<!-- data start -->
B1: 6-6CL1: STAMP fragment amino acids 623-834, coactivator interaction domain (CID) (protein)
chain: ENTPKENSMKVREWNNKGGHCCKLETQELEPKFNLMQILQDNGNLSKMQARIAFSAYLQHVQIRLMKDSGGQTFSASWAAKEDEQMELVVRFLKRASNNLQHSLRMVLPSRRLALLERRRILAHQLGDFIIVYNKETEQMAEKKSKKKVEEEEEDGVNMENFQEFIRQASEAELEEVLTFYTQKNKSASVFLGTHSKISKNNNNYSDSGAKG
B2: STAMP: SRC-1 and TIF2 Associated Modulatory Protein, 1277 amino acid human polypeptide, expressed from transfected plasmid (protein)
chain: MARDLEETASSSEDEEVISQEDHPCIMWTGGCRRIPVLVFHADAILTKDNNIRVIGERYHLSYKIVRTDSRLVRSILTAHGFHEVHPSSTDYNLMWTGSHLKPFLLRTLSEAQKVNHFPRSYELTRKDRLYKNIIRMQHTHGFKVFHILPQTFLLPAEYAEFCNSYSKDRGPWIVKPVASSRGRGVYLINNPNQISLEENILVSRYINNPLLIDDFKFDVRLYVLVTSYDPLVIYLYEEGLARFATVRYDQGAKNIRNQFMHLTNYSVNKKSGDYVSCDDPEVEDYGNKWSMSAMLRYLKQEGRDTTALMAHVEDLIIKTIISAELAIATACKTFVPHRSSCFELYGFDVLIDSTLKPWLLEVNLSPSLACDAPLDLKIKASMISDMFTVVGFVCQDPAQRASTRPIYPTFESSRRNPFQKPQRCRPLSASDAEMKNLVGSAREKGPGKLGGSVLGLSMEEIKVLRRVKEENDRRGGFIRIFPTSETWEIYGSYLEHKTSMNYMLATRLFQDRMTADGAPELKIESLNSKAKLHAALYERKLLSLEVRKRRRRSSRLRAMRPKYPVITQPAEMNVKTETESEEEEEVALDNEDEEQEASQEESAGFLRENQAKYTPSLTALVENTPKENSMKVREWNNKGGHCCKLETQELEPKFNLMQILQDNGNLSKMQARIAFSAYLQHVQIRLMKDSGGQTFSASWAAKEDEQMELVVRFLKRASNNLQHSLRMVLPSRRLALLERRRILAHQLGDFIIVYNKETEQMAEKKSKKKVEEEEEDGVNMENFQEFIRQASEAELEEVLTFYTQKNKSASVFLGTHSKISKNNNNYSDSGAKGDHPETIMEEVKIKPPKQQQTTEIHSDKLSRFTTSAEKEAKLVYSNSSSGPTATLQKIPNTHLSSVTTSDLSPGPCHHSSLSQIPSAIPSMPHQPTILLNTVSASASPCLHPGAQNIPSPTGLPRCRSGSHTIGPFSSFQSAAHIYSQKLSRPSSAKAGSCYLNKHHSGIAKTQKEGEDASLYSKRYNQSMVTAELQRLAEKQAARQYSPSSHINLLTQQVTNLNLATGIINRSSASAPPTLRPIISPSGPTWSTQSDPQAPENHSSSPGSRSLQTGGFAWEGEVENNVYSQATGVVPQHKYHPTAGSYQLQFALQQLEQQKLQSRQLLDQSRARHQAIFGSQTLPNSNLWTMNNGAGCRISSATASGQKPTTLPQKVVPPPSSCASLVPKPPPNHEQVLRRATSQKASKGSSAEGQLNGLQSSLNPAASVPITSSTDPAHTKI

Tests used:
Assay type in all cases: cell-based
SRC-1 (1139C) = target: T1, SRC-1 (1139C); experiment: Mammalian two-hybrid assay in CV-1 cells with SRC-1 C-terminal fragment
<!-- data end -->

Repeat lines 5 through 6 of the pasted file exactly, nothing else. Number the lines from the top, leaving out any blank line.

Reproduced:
Tests used:
Assay type in all cases: cell-based